In between closing the original Noma and opening its successor, also called Noma, chef Rene Redzepi embarked on a worldwide pop-up tour that included an extended stay in Tokyo. In a recent interview in The New York Times he explained that, in Japan, “The study of umami was mega for us.”

On a recent visit to Sato no Ie Hanase, a kaiseki (multicourse) restaurant in Osaka’s white-collar neighborhood of Honmachi, chef Tsutomu Nakajima delivered an impromptu lesson in just how “mega” umami is, and how moribund it can be.

I sit at the restaurant’s long counter, which provides a view of the cherry tree painting that dominates the kitchen wall. Nakajima jokes that he’d like to make the counter shorter — his ultimate goal is an intimate five-seat restaurant, but he admits that would present some economic challenges.

To start, I polish off two stunning seasonal dishes: First up is a sweet broth made from sake lees pooled around a fillet of yellowtail topped with a wafer-thin slice of the unmistakably bright red kintoki carrot, a sprig of rape flower and crowned with slivers of yuzu citrus.

The second dish is as luxurious as it is sensuous: a cushion of broiled shirako (milt) glazed with soy sauce and anchored with a chunk of daikon radish slow-boiled in dashi.

The topic of conversation turns to sustainability, and what follows is one of the most interesting and informative post-prandial conversations I’ve had in a while.

Nakajima, 40, who has been at Sato no Ie Hanase since 2011 (first as an apprentice and then as head chef since 2015), reaches into a cupboard near the kitchen and pulls down a packet of naturally grown konbu (kelp) harvested from the Sea of Japan off Aomori Prefecture.

A short while later we receive back-to-back cups of dashi in what turns out to be the dashi equivalent of a wine tasting. The first cup, a glistening bowl of the Aomori dashi is followed by a sample prepared from cultivated dashi.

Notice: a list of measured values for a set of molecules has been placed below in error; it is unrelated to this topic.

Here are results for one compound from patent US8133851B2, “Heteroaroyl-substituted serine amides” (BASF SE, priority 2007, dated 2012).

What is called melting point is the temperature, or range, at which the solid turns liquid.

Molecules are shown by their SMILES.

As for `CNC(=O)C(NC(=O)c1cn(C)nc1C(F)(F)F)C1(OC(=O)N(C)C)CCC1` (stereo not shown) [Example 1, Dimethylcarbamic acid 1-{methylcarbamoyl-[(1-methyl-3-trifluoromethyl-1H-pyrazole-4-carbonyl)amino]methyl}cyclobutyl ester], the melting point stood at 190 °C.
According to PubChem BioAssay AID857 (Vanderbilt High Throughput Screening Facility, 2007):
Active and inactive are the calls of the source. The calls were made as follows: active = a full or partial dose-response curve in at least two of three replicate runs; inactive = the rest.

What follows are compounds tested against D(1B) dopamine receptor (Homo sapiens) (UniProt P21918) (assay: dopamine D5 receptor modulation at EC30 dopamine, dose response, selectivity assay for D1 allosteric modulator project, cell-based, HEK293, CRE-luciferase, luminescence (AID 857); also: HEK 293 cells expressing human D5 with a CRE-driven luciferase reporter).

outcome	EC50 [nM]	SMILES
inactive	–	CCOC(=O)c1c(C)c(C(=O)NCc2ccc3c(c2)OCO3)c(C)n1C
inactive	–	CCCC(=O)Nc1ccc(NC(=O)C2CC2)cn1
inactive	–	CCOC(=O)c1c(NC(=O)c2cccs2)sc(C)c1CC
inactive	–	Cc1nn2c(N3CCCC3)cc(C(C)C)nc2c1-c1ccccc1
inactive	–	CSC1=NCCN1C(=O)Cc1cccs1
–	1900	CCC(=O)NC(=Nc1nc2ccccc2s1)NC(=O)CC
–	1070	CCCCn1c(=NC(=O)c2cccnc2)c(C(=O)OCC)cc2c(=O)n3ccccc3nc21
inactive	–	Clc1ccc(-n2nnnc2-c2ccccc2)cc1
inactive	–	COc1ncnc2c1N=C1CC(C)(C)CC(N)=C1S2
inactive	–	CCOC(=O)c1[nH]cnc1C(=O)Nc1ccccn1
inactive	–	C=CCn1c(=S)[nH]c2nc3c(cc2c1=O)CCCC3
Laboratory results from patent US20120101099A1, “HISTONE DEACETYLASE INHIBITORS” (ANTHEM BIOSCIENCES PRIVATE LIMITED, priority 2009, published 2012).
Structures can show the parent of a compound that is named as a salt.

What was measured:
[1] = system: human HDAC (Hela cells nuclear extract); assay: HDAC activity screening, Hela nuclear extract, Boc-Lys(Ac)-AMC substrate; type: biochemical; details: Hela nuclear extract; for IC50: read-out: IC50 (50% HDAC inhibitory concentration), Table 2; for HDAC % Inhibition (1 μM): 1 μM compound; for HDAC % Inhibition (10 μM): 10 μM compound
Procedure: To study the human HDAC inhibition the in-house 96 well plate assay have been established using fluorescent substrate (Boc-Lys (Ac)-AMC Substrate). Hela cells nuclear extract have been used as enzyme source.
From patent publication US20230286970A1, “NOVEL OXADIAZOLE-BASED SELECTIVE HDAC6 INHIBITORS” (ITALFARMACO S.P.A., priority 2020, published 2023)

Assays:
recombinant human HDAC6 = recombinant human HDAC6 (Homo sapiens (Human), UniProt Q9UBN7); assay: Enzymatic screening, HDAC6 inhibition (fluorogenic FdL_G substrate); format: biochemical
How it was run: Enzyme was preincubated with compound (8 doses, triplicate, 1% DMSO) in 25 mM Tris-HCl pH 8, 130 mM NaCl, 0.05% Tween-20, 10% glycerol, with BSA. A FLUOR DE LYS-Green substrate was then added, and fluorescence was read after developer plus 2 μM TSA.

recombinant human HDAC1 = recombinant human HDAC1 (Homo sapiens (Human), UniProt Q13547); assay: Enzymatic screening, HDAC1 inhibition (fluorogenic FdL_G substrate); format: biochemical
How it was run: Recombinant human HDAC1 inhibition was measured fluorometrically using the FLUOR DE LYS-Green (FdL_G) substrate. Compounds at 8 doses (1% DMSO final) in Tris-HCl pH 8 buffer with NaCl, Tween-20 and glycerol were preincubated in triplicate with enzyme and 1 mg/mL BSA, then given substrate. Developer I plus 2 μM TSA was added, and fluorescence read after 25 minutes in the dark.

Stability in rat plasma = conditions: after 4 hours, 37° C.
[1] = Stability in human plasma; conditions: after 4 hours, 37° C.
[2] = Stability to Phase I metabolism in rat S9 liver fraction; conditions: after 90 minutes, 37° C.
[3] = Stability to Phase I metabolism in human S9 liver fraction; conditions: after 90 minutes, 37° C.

Where the first cup has the subtle but powerful taste and aroma that we associate with umami, the second is remarkable only for how underwhelming it is. What’s more, Nakajima explains that the cultivated kelp took six hours to boil while the first cup took only 10 minutes.

The chef worries about the future of naturally grown kelp in Japan and, by extension, the future of umami.

“There’s a balance and everything is connected. We’ve upset that balance,” he says. “I think part of the problem begins in the mountains. Mountains are the source of so many minerals and they flow into the ocean when it rains, plankton eat them, the fish eat the plankton and the really good kelp grows in this mineral-rich area. This is how the cycle is supposed to work. But increasingly it’s not the case.”

Nakajima suspects that Japan’s misadventures in forestry management are a key factor in what’s happening to kelp.

“We (chefs) have no future if we don’t consider nature,” he says.

Nakajima’s route to running his own kaiseki restaurant was unconventional in some respects.

He had a strong interest in food and cooking from a young age, which was nurtured by his mother and grandmother. He cites their home cooking as a huge influence both on his career and his taste buds.

However, after graduating from high school in Kobe, Nakajima decided to pursue business management rather than culinary arts. He kept the door open to cooking through a series of part-time jobs in restaurants before committing himself to becoming a chef when he joined Takayamaso Hanano, an exclusive boutique onsen (hot spring) hotel in Arima Onsen, Hyogo Prefecture, where he put in 18-hour days for two years.

Working at the hotel was as intense as it sounds, but it gave Nakajima a grounding in kaiseki cooking. At 30, he was older than most of the apprentices, so he felt he had to work twice as hard to show he could still learn.

Nakajima came to Sato no Ie Hanase as an apprentice on the recommendation of a Sakai knife merchant he had befriended in Arima. When the head chef retired in 2015, Nakajima stepped up to fill his shoes.

While Nakajima’s not from Osaka, you’d be forgiven for thinking he is — he makes seriously good food, but doesn’t let that sobriety infect his personality. He’s a charming and gregarious host.

Osaka, Nakajima says, is a tough place to run a successful restaurant. While Osakans are renowned for their catholic appetite, they’re price-savvy and sensitive.

“In Tokyo, if you serve something delicious and expensive, customers would be satisfied,” he says. “But if I did the same here in Osaka, they’d likely just focus on the price, saying, ‘It’s too expensive.'”

Before I finish up, the conversation turns back to the environment. Nakajima says he would love to start a project to protect the country’s natural assets. For the sake of umami, I hope he does.

Japanese menu; some English spoken

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